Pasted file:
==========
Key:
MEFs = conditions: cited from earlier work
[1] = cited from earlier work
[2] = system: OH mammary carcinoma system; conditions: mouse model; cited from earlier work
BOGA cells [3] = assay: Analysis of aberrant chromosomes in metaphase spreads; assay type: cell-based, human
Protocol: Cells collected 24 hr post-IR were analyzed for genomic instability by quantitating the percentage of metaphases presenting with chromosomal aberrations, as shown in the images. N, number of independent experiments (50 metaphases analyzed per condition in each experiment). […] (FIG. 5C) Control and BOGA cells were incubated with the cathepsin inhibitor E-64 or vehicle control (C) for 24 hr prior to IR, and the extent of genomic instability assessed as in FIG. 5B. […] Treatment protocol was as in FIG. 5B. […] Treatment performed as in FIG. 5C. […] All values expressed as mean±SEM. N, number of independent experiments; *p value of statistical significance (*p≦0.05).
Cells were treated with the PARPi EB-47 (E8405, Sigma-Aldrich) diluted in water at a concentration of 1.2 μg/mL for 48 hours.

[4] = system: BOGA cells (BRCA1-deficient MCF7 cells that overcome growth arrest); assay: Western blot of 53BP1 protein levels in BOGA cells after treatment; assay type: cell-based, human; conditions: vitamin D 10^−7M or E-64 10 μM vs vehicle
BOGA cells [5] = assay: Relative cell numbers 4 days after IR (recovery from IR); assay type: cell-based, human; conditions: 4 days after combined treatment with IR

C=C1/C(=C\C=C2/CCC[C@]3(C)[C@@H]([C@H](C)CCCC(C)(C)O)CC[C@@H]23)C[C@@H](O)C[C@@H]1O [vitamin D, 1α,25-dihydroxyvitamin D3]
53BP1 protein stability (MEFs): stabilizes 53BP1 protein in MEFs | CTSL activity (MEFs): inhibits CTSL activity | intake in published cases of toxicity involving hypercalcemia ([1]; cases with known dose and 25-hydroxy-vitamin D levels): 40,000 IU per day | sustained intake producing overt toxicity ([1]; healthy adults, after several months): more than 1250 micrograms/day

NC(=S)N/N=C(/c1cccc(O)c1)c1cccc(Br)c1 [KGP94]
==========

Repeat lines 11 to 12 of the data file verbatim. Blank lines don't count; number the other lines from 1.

53BP1 protein stability (MEFs): stabilizes 53BP1 protein in MEFs | CTSL activity (MEFs): inhibits CTSL activity | intake in published cases of toxicity involving hypercalcemia ([1]; cases with known dose and 25-hydroxy-vitamin D levels): 40,000 IU per day | sustained intake producing overt toxicity ([1]; healthy adults, after several months): more than 1250 micrograms/day

NC(=S)N/N=C(/c1cccc(O)c1)c1cccc(Br)c1 [KGP94]